Service Bulletins

SVC Bulletin for the Second Sunday in Lent

The second covenant in this year’s Lenten readings is the one made with Abraham and Sarah: God’s promise to make them the ancestors of many, with whom God will remain in everlasting covenant. Paul says this promise comes to all who share Abraham’s faith in the God who brings life into being where there was no life. We receive this baptismal promise of resurrection life in faith. Sarah and Abraham receive new names as a sign of the covenant, and we too get new identities in baptism, as we put on Christ.

SVC Bulletin for the First Sunday in Lent

On Ash Wednesday the church began its journey toward baptismal immersion in the death and resurrection of Christ. This year, the Sundays in Lent lead us to focus on five covenants God makes in the Hebrew Scriptures and to use them as lenses through which to view baptism. First Peter connects the way God saved Noah’s family in the flood with the way God saves us through the water of baptism. The baptismal covenant is made with us individually, but the new life we are given in baptism is for the sake of the whole world.

SVC Bulletin for the Transfiguration of Our Lord

The Sundays after Epiphany began with Jesus’ baptism and end with three disciples’ vision of his transfiguration. In Mark’s story of Jesus’ baptism, apparently only Jesus sees the Spirit descending and hears the words from heaven. But now Jesus’ three closest friends hear the same words naming him God’s beloved son. As believers, Paul writes, we are enabled to see the God-light in Jesus’ face, because the same God who created light in the first place has shone in our hearts to give us that vision. The light of God’s glory in Jesus has enlightened us through baptism and shines in us also for others to see.

Fifth Sunday after Epiphany Art

SVC Bulletin for the Fifth Sunday after Epiphany

In Isaiah it is the one God who sits above the earth and numbers the stars—it is that God who strengthens the powerless. So in Jesus’ healing work we see the hand of the creator God, lifting up the sick woman to health and service (diakonia). Like Simon’s mother-in-law, we are lifted up to health and diakonia. Following Jesus, we strengthen the powerless; like Jesus, we seek to renew our own strength in quiet times of prayer.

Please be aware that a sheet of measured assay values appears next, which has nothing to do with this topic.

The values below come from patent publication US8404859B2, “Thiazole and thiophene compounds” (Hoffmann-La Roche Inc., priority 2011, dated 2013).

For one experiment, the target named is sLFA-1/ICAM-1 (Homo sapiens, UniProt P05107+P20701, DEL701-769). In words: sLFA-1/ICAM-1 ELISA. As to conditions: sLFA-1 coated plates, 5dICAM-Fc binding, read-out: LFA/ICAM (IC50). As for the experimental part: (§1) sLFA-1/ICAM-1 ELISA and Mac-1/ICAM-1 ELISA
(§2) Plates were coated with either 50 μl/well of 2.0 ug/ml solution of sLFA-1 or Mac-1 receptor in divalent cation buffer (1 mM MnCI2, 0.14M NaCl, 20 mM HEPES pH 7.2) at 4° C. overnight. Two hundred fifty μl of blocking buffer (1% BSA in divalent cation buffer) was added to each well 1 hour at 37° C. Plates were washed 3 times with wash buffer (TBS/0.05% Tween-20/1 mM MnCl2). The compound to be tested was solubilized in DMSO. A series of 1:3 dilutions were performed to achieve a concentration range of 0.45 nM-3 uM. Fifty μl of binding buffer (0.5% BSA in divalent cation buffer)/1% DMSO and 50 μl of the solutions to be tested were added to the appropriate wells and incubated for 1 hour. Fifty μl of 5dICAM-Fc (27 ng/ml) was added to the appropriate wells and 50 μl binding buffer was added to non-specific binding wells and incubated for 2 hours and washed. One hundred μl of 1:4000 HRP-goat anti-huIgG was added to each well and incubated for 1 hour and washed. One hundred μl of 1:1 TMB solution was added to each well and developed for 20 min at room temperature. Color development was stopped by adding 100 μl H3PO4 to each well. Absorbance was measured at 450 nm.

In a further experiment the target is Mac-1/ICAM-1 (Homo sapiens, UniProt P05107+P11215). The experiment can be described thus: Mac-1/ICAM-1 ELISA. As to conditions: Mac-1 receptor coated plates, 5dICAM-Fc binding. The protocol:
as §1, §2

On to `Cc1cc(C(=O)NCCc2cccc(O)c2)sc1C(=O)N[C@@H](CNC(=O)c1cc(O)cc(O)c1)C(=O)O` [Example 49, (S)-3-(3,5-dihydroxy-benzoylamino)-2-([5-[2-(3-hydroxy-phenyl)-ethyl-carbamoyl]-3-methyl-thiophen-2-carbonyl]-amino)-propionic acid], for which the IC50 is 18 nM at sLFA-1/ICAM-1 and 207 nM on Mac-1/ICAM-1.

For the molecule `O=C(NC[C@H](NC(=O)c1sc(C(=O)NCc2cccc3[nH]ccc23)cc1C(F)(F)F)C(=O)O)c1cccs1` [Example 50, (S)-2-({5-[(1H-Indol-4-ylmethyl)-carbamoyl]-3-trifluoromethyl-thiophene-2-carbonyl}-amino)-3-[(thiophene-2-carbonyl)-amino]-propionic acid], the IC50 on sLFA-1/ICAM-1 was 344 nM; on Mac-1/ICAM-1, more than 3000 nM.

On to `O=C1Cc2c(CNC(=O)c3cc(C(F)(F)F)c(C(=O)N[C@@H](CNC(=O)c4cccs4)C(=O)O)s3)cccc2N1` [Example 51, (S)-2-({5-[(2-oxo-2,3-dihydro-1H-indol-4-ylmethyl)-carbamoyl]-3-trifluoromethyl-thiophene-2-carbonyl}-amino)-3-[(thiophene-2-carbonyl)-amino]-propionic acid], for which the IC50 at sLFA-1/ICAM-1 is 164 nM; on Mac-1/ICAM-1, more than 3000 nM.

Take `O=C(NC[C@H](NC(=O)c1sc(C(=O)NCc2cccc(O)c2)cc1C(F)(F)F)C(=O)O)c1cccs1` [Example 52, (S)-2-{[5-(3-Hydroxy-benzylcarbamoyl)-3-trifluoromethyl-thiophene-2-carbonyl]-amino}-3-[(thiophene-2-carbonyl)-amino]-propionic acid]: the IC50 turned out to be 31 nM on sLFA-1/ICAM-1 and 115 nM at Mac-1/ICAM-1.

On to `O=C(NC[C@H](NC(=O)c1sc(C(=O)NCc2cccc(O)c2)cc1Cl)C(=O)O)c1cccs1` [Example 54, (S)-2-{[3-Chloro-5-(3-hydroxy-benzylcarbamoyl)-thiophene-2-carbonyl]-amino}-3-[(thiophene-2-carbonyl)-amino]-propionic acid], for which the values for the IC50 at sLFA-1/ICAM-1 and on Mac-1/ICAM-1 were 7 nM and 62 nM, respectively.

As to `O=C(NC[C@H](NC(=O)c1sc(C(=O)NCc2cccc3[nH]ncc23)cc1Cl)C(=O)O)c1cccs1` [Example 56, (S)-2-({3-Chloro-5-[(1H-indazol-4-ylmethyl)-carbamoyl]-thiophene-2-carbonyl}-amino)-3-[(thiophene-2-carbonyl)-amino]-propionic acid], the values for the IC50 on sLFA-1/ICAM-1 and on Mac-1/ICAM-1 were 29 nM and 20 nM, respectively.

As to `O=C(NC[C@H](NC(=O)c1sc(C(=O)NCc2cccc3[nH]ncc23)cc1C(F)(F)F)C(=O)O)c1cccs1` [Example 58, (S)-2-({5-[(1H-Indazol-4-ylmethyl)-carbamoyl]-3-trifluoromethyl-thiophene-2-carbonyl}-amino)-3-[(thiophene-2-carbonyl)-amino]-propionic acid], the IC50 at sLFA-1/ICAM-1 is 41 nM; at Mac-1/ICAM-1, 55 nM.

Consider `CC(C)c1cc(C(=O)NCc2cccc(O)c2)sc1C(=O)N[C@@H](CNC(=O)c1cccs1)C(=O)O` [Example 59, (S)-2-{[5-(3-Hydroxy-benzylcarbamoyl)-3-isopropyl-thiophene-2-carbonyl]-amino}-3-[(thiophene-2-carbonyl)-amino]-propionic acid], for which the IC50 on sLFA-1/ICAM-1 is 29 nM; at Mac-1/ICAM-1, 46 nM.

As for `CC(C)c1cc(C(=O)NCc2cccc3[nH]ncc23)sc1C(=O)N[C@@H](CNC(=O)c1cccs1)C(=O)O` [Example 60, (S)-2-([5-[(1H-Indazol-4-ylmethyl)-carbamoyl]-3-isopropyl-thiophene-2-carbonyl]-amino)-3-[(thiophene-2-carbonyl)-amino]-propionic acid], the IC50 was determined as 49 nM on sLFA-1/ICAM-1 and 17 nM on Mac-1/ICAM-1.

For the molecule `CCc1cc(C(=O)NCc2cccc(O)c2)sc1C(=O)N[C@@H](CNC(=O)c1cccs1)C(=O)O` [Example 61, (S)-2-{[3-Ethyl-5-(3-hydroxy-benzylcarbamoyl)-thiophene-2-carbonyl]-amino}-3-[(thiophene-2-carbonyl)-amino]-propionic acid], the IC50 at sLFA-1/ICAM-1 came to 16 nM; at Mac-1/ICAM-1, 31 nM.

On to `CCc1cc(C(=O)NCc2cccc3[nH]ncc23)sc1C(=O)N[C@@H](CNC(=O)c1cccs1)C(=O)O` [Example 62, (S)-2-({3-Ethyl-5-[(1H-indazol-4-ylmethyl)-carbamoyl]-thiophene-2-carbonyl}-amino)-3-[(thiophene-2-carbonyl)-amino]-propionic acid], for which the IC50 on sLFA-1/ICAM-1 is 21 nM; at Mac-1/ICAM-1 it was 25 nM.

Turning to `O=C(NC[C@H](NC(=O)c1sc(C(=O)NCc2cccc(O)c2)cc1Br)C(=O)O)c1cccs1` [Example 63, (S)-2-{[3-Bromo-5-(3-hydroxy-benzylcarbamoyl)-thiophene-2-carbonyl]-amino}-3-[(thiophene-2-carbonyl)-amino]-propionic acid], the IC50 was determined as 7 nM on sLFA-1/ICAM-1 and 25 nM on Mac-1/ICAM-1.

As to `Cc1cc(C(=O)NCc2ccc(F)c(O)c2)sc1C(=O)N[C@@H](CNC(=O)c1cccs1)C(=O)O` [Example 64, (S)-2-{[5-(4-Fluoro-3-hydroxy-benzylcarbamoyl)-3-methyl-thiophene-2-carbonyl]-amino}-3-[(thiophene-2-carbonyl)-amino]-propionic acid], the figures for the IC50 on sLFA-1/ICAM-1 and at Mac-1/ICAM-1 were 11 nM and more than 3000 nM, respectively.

SVC Bulletin for the Fourth Sunday after Epiphany

In Deuteronomy God promises to raise up a prophet like Moses, who will speak for God; in Psalm 111 God shows the people the power of God’s works. For the church these are ways of pointing to the unique authority people sensed in Jesus’ actions and words. We encounter that authority in God’s word, around which we gather, the word that trumps any lesser spirit that would claim power over us, freeing us to follow Jesus.

SVC Bulletin for the Third Sunday after Epiphany

Stories of the call to discipleship continue as the Time after Epiphany plays out the implications of our baptismal calling to show Christ to the world. Jesus begins proclaiming the good news and calling people to repentance right after John the Baptist is arrested for preaching in a similar way. Knowing that John was later executed, we see at the very outset the cost of discipleship. Still, the two sets of fisherman brothers leave everything they have known and worked for all their lives to follow Jesus and fish for people.

SVC Bulletin for the Second Sunday after Epiphany

All the baptized have a calling in God’s world. God calls not just the clergy but also the youngest child, like Samuel. The story of the calling of Nathanael plays with the idea of place. Nathanael initially dismisses Jesus because he comes from Nazareth. But where we come from isn’t important; it’s where—or rather whom—we come to. Jesus refers to the story of the vision of Jacob, who called the place of his vision “the house of God, and . . . the gate of heaven” (Gen. 28:17). Jesus says he himself is the place where Nathanael will meet God.

SVC Bulletin Epiphany of Our Lord Vespers

“…and they knelt down and paid him homage. Then, opening their treasure chests, they offered him gifts of gold, frankincense, and myrrh.”

SVC Bulletin for the Baptism of Our Lord

Our re-creation in baptism is an image of the Genesis creation, where the Spirit/wind moved over the waters. Both Mark’s gospel and the story in Acts make clear that it is the Spirit’s movement that distinguishes Jesus’ baptism from John’s. The Spirit has come upon us as upon Jesus and the Ephesians, calling us God’s beloved children and setting us on Jesus’ mission to re-create the world in the image of God’s vision of justice and peace.

Service Bulletin for the First Sunday after Christmas

In the psalm all the natural world praises God, including all humanity, male and female, young and old. The voices of Simeon and 84-year-old Anna join the chorus today, recognizing what God is doing in Jesus. Simeon’s song is often sung after communion, for we have seen God’s salvation in the assembled community and have held Jesus in our hands in the bread. Then, like the prophet Anna, we speak of Jesus to all who look for the healing of the world.

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